Kroger (NYSE:KR), the largest grocery store chain in the U.S., has increased its EPS guidance for fiscal 2012 from $2.28-2.38 to $2.33-2.4 per diluted share. The company expects same-store growth in the range of 3% to 3.5%. The first-quarter profit is nearly $440 million, or $0.78 per share, whereas in the same period last year, it earned $432.3 million, or $0.7 per share. In addition, the company recently announced a$1 billion stock buyback.
In its filing today, it said that the strong free cash flow of the company has allowed itself to return more than $1.6 billion to shareholders through share buybacks and dividends over the last four quarters. During the first quarter, Kroger has purchased 14.6 million common shares for around $345 million. Furthermore, the company announced today that the board of directors authorized a new $1 billion repurchase plan to replace the prior authorization exhausted on June 12, 2012.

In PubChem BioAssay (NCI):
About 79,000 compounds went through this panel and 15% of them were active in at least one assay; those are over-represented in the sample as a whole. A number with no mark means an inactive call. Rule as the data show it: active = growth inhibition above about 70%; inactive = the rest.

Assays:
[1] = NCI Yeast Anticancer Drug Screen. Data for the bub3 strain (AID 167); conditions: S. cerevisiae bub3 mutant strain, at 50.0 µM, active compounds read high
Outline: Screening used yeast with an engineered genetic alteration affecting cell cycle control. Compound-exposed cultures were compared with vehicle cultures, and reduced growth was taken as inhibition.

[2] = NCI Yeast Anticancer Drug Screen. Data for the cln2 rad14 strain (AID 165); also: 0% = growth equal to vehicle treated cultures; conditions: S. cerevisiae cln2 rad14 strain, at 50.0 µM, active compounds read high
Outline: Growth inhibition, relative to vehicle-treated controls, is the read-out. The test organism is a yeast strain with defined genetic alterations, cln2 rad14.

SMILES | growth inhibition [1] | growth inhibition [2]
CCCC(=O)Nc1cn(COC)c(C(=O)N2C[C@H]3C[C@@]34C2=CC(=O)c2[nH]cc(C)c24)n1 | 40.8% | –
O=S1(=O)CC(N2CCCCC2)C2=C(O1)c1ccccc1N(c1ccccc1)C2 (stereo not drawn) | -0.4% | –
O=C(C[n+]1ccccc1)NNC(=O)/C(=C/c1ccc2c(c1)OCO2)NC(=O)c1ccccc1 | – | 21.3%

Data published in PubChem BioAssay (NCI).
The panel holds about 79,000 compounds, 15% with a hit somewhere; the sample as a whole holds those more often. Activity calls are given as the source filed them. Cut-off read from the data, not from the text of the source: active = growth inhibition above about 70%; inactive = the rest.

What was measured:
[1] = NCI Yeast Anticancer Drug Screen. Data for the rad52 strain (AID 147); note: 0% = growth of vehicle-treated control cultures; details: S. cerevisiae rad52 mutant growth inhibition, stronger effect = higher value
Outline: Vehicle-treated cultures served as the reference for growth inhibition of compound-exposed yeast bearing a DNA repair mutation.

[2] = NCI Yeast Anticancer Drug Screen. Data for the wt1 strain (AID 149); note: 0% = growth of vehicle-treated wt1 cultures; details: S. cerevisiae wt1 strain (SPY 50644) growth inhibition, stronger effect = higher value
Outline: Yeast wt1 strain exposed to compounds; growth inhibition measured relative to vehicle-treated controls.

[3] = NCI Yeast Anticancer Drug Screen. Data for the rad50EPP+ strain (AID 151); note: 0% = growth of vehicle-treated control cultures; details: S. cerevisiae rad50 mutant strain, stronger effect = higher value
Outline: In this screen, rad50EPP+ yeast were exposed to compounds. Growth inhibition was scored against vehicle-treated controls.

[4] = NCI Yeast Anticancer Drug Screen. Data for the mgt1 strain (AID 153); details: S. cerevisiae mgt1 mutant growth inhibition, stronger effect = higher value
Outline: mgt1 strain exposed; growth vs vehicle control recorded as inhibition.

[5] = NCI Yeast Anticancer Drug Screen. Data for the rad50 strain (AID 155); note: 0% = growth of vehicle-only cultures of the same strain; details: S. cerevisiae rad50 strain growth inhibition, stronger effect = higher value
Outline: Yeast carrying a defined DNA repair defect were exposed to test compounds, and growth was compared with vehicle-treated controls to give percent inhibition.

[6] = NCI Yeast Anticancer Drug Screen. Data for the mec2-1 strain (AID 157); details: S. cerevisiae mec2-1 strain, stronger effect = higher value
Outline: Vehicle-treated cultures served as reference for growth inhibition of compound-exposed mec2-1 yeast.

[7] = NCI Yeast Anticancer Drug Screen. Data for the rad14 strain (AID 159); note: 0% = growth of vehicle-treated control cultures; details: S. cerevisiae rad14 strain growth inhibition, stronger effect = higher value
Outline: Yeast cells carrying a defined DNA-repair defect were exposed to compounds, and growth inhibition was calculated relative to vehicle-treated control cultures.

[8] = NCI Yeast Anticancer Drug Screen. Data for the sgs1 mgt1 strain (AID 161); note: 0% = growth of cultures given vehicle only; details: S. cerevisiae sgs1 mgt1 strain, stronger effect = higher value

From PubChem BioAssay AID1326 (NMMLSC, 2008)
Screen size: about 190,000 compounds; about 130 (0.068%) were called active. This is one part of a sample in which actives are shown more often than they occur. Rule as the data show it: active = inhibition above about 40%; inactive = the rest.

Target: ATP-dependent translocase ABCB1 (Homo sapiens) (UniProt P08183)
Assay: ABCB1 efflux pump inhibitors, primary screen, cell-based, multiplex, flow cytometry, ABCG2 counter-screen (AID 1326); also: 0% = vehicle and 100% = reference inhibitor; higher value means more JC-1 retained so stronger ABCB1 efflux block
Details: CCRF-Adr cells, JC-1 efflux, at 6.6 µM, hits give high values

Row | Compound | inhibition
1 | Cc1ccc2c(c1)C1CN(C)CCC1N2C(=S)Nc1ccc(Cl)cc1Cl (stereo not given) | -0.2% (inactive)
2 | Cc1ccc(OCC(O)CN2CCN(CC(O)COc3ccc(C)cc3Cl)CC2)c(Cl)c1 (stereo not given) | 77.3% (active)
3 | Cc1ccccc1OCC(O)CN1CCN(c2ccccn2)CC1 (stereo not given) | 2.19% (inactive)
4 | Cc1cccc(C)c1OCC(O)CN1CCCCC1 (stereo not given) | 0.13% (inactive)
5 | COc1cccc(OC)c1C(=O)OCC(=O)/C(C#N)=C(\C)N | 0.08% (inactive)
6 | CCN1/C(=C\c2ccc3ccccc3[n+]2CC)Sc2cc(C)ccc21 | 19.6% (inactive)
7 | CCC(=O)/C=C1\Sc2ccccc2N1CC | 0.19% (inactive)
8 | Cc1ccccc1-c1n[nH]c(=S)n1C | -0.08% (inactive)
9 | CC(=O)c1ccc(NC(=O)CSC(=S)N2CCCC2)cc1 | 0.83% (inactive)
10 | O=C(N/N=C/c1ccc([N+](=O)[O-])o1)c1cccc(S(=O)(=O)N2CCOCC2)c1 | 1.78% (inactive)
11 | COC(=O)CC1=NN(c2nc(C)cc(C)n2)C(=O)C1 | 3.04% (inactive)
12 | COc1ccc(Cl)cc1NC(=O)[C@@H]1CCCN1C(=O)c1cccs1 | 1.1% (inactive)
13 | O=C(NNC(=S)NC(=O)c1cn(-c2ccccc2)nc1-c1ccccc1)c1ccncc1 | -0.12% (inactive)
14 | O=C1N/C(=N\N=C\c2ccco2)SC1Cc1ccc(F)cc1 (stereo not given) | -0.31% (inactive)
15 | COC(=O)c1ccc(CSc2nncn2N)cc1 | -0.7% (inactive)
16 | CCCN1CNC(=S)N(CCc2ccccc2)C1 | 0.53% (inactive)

The total debt increased more than $660 million from a year ago, to $7.8 billion. It mainly resulted from the debt issuance to fund pension plan consolidation. Over the years, Kroger has been earning a profit, but the performance has been not very steady and consistent. Since 2003, its revenue keeps going up at the annualized rate of 6.4%. However, net income and free cash flow have been up and down. The stock price for the last 5 years has stayed in the range of $20-$30 per share.
At the current price, Kroger is valued at 21.1x P/E, 3 times its book value and 4.8x its operating cash flow. This valuation level is compatible to the 5-year historical valuation of the company.
It seems to be fairly valued at the current price on its historical basis. Even with the announcement of $1 billion repurchase plan, it would not excite me to initiate a position.